Alonzo Mourning’s foundation early in life…was a strong one.
“I found strength in the contributions of others: coaches, teachers, family members and, what have you. They all planted certain seeds in my life, which enabled me to develop into the person that I am.”
His belief in himself took him to the top of the world in the sport he loved his entire life. In September 2000, Mourning had a huge contract with the NBA’s Miami Heat, a new Olympic gold medal and a family that was growing with the birth of his second child.
“I was at an all-time high in my life and, going through a pre-season physical, they detected some abnormalities in my body chemistry. Immediately, the nephrologist, the kidney doctor told me that I would probably be on dialysis within the next ten to twelve months, and I would need a kidney transplant.”
He was diagnosed with a rare, incurable and degenerative kidney disease. Mourning says he went into denial because he was accustomed to over- coming any injuries that he had due to the tough NBA schedule. Over the next three years, he went in and out of retirement and donated part of his salary to charity. Finally, in 2003, after a frantic search for a donor match, one was found in his relative.
“I went to about eight or nine months of rehabilitation in getting my body strong again and adapting to these anti-rejection medicines that I had to take over a period of time. And I got back on the court. I took a resilient approach and never gave up. I took an approach to get back on that court and ultimately, I was at the height of my game again and we won a championship in 2006 with the Miami Heat.”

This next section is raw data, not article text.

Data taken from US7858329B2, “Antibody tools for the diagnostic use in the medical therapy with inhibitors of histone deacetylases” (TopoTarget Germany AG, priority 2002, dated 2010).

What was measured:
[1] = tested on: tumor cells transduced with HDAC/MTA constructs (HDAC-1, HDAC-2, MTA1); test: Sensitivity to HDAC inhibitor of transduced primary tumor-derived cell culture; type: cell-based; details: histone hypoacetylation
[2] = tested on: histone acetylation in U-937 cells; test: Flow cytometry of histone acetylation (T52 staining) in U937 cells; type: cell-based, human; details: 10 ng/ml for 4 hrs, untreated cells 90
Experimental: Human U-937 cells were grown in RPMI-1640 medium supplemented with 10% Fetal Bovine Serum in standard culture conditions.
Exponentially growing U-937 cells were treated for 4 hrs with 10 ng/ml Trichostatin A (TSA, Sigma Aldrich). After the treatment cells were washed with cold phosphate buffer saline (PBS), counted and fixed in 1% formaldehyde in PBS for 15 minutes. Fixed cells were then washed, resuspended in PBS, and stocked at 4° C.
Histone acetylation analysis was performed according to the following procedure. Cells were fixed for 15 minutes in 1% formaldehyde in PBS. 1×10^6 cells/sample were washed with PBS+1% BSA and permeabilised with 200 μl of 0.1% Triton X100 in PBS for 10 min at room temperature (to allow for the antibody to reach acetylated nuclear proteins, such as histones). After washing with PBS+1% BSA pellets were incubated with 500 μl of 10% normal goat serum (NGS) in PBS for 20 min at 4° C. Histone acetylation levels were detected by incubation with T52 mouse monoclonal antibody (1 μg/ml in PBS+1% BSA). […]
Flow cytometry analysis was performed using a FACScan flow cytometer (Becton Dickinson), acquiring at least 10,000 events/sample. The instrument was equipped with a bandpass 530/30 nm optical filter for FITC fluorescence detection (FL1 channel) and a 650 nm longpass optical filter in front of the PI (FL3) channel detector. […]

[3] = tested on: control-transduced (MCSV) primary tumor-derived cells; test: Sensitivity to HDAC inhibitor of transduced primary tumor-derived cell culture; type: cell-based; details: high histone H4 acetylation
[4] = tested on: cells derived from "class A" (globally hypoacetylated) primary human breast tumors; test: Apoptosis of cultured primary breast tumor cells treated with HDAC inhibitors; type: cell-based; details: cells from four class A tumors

Blessed with a new outlook on life, Mourning vowed to make his second chance count. He says a positive approach is important:
“The body follows the mind you know, and in every adversity, there’s a seed of equivalent benefit. So, I look at the positives that I’ve been able to pull out of this scenario. First of all, it’s made me stronger, mentally and physically. It’s made me much stronger. Second, I feel like I’ve been able to connect with more people off the court than I have on the court, simply because I’ve become a voice for organ donation.”
There are 20-million Americans who suffer from chronic kidney disease and another 20-million who could eventually join those ranks due to diabetes, hyper tension and high cholesterol. Mourning’s inspirational journey is found in his book, Resilience: Faith, Focus, Triumph.
“Not only will the words inspire you and help change your overall life and approach to certain obstacles that you face, the sale of every book will also change lives. Fifty percent of the proceeds goes towards kidney research, and to help people who can’t afford the medications as well.”
Pat Hernandez, KUHF…Houston Public Radio News.